"Enchanted" is a real treat for any Disney lover and anyone trying to live in the glory days of Disney.
I also plan on watching "The Lion King" soon because when that came out it was the best thing to me since sliced bread as a tot. Just remembering when the animation and drawings for Disney movies were all hand done and not with computers make me feel like the children of today are missing something. The hard work that went into those movies was something special. They came out every few years and were always a crowd favorite because of their rarity. Now we have animated films coming out all the time. These kids don't know what a treat the one Disney movie every few years was and the excitement that filled children's hearts was either.
Monday, March 17, 2008
A.O. Scott is one of the best movie reviewers in the country and is the top-dawg over at The New York Times. He knows his movies but isn't always as enjoyable to read as the Collegian's own Shanya Murphy or the Boston Globe's Wesley Morris but he knows more about movies than just about anyone.
So here is an audio slide-show Mr. Scott did for The New York Times web page.
Thursday, March 13, 2008
ACADEMY AWARD NOMINATED LIVE ACTION SHORT FILMS ANIMATION
at Amherst Cinema
Friday 3/14 through Thursday 3/20 4:15, 9:00
Not rated.Total running time 137 minutes
Three young women share their problems while spending the holidays in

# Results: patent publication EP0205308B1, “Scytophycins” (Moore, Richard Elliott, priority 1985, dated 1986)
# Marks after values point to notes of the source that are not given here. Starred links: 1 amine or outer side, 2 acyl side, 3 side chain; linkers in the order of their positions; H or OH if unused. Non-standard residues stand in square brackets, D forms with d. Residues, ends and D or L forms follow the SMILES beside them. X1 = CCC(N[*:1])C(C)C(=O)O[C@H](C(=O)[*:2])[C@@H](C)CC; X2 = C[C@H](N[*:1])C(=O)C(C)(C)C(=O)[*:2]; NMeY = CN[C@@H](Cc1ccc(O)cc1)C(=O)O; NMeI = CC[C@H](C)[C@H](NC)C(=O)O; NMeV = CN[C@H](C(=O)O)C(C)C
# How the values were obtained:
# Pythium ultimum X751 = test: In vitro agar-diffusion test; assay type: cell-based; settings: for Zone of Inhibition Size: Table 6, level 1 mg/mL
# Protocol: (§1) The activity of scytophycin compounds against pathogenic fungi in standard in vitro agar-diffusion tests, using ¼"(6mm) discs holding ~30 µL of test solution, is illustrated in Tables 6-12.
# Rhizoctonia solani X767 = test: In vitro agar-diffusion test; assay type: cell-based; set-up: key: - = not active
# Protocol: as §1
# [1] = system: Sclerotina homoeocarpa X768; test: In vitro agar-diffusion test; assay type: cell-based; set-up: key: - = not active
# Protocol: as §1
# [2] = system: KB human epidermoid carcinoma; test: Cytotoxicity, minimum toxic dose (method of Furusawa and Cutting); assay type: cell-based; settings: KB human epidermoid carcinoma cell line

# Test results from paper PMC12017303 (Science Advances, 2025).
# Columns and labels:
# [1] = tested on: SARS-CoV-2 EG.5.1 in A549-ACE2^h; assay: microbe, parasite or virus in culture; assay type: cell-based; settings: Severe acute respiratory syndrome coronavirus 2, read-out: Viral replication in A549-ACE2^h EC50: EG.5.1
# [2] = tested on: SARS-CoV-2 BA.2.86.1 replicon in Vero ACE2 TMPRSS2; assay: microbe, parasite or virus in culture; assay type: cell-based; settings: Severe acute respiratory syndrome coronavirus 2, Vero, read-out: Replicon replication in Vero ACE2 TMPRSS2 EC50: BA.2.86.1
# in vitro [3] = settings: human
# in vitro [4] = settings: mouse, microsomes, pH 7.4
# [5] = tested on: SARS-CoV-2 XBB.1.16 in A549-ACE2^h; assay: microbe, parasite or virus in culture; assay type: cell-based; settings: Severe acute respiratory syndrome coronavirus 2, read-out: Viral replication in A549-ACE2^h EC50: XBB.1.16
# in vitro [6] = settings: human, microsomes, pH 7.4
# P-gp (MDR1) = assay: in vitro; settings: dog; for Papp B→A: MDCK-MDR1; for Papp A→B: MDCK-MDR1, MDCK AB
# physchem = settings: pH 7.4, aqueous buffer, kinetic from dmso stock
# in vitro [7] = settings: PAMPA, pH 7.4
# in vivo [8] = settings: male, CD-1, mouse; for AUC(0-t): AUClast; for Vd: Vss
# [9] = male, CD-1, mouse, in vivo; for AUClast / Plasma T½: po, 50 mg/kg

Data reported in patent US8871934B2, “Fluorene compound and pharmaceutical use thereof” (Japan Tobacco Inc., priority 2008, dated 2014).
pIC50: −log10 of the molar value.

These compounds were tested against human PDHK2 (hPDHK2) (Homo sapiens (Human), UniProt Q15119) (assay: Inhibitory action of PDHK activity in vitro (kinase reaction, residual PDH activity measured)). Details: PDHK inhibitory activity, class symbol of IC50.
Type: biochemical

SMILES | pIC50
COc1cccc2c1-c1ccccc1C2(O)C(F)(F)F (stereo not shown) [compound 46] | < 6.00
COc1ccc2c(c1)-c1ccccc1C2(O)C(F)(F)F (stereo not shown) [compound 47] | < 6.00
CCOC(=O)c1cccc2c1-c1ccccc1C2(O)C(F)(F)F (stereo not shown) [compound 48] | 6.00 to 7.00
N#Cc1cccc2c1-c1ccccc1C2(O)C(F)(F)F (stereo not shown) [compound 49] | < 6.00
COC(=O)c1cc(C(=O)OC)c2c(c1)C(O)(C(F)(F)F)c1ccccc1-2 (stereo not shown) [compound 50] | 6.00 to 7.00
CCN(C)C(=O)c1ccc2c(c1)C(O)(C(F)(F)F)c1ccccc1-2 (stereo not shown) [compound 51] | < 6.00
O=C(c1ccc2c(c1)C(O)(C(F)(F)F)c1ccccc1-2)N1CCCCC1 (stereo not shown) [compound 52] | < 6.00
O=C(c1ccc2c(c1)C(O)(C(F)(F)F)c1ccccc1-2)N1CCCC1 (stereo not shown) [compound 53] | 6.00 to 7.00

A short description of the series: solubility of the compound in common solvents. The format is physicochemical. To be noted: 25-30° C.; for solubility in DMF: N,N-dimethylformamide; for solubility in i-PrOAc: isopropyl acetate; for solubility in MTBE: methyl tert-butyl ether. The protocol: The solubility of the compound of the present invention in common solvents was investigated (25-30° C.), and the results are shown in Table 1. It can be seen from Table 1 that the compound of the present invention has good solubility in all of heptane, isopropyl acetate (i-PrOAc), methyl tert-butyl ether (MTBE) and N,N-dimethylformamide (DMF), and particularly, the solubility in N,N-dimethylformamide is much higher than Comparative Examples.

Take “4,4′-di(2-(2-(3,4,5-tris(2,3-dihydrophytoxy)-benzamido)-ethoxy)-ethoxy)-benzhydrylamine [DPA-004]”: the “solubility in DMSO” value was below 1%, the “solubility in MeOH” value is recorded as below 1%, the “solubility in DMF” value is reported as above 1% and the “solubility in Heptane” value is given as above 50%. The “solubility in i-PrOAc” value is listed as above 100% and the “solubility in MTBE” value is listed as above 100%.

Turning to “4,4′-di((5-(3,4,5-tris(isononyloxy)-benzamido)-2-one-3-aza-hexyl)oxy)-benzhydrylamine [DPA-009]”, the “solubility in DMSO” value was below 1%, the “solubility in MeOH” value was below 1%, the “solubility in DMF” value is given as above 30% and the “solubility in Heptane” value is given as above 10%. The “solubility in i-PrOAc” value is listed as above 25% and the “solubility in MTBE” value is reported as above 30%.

a hospital cancer ward.Denmark, Oscar Nominees: Christian E.
Christiansen & Louise Vesth. Drama, 40 minutes, Danish w/ English
IL SUPPLENTE (THE SUBSTITUTE)
The arrival of an unusual newcomer galvanizes the students in a high
school classroom. Italy, Oscar Nominee: Andrea Jublin. Comedy, 17
minutes, Italian w/ English subtitles
LE MOZART DES PICKPOCKETS (THE MOZART OF PICKPOCKETS)
Winner of Academy Award!
A pair of unlucky thieves find their fortunes have changed when they
take in a deaf homeless boy. France, Oscar Nominee: Philippe
Pollet-Villard. Comedy, 31 minutes, French w/ English subtitles
A man who must learn to dance the tango in two weeks asks an office
colleague for help. Belgium, Oscar Nominees: Guido Thys and Anja
Daelemans. Comedy, 13 minutes, French w/ English subtitles
THE TONTO WOMAN
A cattle rustler meets a woman who is living in isolation after being
held prisoner for eleven years by the Mojave Indians. United Kingdom,
Oscar Nominees: Daniel Barber and Matthew Brown. Drama, 36 minutes,
ACADEMY AWARD NOMINATED ANIMATED SHORT FILMS
Friday 3/14 through Thursday 3/20 2:15, 7:00
Not rated. Total running time 90 minutes
I MET THE WALRUS
In 1969, fourteen-year-old Jerry Levitan snuck into John Lennon's
hotel room with his tape recorder and persuaded him to do an
interview. Canada, Oscar Nominee: Josh Raskin. 5 minutes, English, 2D
A timid woman boards a mysterious night train and has a series of
frightening experiences. Canada, Oscar Nominees: Chris Lavis and
Maciek Szczerbowski. 17 minutes, Silent, Claymation/CGI, Drama